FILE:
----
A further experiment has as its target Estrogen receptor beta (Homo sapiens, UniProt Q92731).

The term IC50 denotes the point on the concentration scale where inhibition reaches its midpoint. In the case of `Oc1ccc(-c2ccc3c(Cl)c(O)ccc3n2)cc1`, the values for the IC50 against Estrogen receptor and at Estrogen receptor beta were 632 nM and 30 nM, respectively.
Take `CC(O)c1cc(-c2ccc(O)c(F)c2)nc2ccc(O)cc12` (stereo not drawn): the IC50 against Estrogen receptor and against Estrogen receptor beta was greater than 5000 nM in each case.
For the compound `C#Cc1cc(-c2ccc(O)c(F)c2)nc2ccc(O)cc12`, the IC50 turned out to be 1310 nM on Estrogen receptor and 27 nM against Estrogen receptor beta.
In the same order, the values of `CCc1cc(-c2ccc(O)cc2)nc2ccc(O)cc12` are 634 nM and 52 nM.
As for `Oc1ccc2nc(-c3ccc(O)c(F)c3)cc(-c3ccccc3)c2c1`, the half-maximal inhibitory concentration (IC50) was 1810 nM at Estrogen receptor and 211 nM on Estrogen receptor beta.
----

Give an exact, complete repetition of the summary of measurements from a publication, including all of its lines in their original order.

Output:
A further experiment has as its target Estrogen receptor beta (Homo sapiens, UniProt Q92731).

The term IC50 denotes the point on the concentration scale where inhibition reaches its midpoint. In the case of `Oc1ccc(-c2ccc3c(Cl)c(O)ccc3n2)cc1`, the values for the IC50 against Estrogen receptor and at Estrogen receptor beta were 632 nM and 30 nM, respectively.
Take `CC(O)c1cc(-c2ccc(O)c(F)c2)nc2ccc(O)cc12` (stereo not drawn): the IC50 against Estrogen receptor and against Estrogen receptor beta was greater than 5000 nM in each case.
For the compound `C#Cc1cc(-c2ccc(O)c(F)c2)nc2ccc(O)cc12`, the IC50 turned out to be 1310 nM on Estrogen receptor and 27 nM against Estrogen receptor beta.
In the same order, the values of `CCc1cc(-c2ccc(O)cc2)nc2ccc(O)cc12` are 634 nM and 52 nM.
As for `Oc1ccc2nc(-c3ccc(O)c(F)c3)cc(-c3ccccc3)c2c1`, the half-maximal inhibitory concentration (IC50) was 1810 nM at Estrogen receptor and 211 nM on Estrogen receptor beta.